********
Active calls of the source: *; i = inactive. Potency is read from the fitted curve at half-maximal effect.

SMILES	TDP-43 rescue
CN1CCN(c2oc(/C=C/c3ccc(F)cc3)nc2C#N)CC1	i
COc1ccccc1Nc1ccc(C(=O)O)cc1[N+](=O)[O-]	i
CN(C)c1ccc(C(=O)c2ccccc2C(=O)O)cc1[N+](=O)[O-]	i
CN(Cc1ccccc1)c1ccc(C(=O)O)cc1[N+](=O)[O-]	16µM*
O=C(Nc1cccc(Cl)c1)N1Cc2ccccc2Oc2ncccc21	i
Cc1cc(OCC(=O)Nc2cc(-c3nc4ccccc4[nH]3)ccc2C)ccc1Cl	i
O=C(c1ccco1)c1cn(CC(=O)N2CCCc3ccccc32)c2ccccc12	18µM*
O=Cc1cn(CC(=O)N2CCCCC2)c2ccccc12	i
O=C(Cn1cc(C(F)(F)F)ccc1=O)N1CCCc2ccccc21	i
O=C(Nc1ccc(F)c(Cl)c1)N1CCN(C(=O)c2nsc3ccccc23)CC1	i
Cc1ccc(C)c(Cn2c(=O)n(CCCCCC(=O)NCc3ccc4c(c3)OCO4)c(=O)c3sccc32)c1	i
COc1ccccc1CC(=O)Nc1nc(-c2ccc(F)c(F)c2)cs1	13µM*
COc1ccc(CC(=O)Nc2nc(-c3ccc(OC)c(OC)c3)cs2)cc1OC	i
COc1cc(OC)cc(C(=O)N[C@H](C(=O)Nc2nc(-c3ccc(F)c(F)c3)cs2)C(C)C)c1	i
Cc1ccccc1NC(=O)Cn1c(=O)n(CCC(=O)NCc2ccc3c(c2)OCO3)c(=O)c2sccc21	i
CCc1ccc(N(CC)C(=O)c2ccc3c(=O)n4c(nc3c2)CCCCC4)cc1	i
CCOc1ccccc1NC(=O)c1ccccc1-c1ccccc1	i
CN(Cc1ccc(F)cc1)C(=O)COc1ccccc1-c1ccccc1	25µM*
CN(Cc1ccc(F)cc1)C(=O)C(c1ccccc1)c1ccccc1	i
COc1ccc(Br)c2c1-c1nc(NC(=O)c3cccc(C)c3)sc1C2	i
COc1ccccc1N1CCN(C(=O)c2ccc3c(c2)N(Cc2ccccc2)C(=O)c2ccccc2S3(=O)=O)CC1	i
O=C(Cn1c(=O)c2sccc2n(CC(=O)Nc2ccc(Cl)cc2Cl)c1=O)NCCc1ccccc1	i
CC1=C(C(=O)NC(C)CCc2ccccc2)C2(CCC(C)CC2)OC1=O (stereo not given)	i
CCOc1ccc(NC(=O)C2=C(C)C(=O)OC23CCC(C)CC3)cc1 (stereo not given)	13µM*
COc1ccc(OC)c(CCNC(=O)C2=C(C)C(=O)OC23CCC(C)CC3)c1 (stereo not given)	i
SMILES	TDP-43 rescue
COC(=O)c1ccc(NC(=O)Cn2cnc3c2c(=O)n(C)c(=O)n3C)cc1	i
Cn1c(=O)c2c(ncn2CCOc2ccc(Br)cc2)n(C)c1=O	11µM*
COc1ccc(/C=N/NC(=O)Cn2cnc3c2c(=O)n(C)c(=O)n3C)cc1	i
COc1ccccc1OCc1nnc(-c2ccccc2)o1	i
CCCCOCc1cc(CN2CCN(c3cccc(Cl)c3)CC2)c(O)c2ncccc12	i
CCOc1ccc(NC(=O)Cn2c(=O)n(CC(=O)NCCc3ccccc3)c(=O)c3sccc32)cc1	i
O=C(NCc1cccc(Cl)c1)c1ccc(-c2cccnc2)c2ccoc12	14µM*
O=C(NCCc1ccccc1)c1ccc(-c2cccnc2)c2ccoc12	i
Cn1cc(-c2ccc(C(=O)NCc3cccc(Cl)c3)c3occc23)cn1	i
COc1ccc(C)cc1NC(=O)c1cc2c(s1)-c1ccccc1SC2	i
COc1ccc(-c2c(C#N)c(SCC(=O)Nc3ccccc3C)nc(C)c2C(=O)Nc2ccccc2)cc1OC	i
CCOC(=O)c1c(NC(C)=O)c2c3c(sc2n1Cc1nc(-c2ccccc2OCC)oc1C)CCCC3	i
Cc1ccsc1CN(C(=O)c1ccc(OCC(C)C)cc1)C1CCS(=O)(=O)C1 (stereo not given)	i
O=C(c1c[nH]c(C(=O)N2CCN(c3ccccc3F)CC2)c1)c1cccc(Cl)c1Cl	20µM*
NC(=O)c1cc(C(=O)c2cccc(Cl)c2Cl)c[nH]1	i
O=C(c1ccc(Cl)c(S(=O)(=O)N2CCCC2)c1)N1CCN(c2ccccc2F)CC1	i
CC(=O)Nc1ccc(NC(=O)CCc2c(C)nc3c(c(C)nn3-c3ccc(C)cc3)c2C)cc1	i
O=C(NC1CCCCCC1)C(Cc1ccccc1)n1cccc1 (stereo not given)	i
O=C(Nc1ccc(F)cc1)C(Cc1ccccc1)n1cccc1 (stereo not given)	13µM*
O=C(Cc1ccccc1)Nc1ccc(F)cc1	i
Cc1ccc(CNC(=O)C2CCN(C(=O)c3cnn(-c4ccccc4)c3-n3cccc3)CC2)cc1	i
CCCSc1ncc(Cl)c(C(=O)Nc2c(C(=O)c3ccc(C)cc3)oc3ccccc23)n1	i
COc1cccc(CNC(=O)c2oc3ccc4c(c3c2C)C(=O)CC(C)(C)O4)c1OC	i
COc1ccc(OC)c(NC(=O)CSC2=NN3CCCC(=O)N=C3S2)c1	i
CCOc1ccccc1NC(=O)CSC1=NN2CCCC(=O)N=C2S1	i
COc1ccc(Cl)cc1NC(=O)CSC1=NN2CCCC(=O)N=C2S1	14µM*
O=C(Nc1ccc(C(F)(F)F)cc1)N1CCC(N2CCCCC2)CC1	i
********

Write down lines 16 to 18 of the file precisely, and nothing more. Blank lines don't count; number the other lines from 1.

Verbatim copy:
COc1cc(OC)cc(C(=O)N[C@H](C(=O)Nc2nc(-c3ccc(F)c(F)c3)cs2)C(C)C)c1	i
Cc1ccccc1NC(=O)Cn1c(=O)n(CCC(=O)NCc2ccc3c(c2)OCO3)c(=O)c2sccc21	i
CCc1ccc(N(CC)C(=O)c2ccc3c(=O)n4c(nc3c2)CCCCC4)cc1	i